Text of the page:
10-09-2009 04:49 AM
I just bought this new. Hooked it up to my Win XP SP2 laptop, turned it on....OK so far. Went to Sandisk and downloaded/ran firmware upgrade wizard; updated firmware.
At this point I ASSUMED(always a bad thing) since software screen disappeared the transfer was complete.
The Sansa Clip screen showed a double arrow and read something like 'connected'.
Disconnected USB; Sansa screen went black and blue ring was flashing about once/second.
Windows no longer recognizes the device.
The only responses I can get out of the Clip are:
Hold 'on' position. Blue ring flashes about once/second.
Hold 'on' position for 4-5 flashes; Blue ring goes out.
I have since tried all the reset schemes, including creating a Linux/Ubuntu boot memory stick and trying to connect via Terminal and e200 tool, all to no avail.
Anybody have any brilliant ideas how I can force the unit to unbrick and be recognized, thus allowing reformat and reinstallation of firmware?
10-09-2009 07:39 AM
If possible I would return it to the store and get a new one, then manually update the firmware. What you're describing shouldn't happen on a brand new clip.
I'm assuming you held the on/hold switch up for 15 seconds?
10-09-2009 08:50 AM
That is not always the case. When I bought my V2 8GB Clip around Valentine's Day, it was not the most recent firmware, it was lagging one version behind.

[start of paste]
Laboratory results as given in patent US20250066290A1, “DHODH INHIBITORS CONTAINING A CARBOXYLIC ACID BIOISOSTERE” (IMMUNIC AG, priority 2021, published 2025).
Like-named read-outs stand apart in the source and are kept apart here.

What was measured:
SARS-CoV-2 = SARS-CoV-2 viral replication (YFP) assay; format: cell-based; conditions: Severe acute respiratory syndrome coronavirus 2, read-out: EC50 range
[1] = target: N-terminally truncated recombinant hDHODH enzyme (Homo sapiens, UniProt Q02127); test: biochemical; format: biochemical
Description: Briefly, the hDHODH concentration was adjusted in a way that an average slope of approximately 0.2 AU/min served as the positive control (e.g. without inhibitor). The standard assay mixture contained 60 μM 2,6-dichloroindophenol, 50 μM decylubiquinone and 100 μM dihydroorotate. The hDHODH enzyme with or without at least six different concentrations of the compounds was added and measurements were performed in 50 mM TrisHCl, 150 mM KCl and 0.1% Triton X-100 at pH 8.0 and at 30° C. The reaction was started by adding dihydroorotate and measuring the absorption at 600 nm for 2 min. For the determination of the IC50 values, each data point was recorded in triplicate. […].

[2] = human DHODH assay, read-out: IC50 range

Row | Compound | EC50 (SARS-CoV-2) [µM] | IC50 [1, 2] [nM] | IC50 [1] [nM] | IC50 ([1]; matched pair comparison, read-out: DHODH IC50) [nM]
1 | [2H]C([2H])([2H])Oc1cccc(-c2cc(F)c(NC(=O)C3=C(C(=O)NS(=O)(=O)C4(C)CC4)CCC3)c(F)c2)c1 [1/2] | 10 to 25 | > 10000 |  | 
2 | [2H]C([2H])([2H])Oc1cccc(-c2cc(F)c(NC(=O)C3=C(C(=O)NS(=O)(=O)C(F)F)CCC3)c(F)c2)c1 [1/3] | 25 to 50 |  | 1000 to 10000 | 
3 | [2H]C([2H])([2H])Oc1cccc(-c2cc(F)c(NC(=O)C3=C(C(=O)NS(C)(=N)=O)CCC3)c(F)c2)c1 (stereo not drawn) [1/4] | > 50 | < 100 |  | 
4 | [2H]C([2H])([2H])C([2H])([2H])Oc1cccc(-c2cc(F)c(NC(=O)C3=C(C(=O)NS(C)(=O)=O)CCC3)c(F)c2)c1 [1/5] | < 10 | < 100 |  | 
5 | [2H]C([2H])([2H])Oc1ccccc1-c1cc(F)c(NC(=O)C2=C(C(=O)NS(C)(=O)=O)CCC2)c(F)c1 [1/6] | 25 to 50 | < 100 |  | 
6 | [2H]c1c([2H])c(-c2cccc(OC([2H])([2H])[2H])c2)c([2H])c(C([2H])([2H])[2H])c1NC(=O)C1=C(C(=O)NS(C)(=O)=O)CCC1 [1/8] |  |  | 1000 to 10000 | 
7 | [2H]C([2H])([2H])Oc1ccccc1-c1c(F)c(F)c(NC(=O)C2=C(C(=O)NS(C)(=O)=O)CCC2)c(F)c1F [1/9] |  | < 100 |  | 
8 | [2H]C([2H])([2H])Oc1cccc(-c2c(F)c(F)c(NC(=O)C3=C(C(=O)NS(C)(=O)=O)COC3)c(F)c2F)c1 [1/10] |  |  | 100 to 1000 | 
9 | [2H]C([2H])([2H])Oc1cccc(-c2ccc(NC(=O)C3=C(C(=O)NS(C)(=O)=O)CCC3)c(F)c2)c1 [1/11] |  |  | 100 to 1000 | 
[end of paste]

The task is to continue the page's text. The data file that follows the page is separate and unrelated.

Clip Zip 4GB, iPod Nano 2G 4GB, iPod 5.5G 80GB <--All Rockboxed. Clip Sport 8GB, Cowon D2+ 20GB
iPod Touch 5G 32GB, iPod Touch 4G 32GB, iPod Touch 2G 8GB
Nexus 7 32GB(4.4.2 KitKat) Asus MeMo Pad 8 16+64GB, LG Optimus G Pro32GB+16GB(4.1.2 JB).
10-09-2009 06:54 PM
Agreed. In fact, the day the Rev.2 Clips came out there was a firmware update for both the Rev. 1 & 2 Clips. You don't know when the device you're holding in your hand was manufactured, even though it may be 'brand-new' to you. These things are made in China and then are shipped on the proverbial 'slow boat from same'. And it might have been sitting in a store's stockroom or on the 'shelf' for several months before you bought it. The firmware and subsequent updates are written in the US, so there's just no way the f/w development schedule is ever going to sync with production.
As far as being wary, I prefer the word 'cautious'. I think it's always better to see how a new firmware update performs and if it has any unique characteristics (bugs) in it that weren't there in the previous version. Sometimes when you fix one problem, 2 more crop up.
But the good thing is, if you frequent this forum, any and all issues will come to the surface rather quickly, so you can decide if you want to upgrade or not. There usually are several enhancements and/or new features that make it worth the upgrade.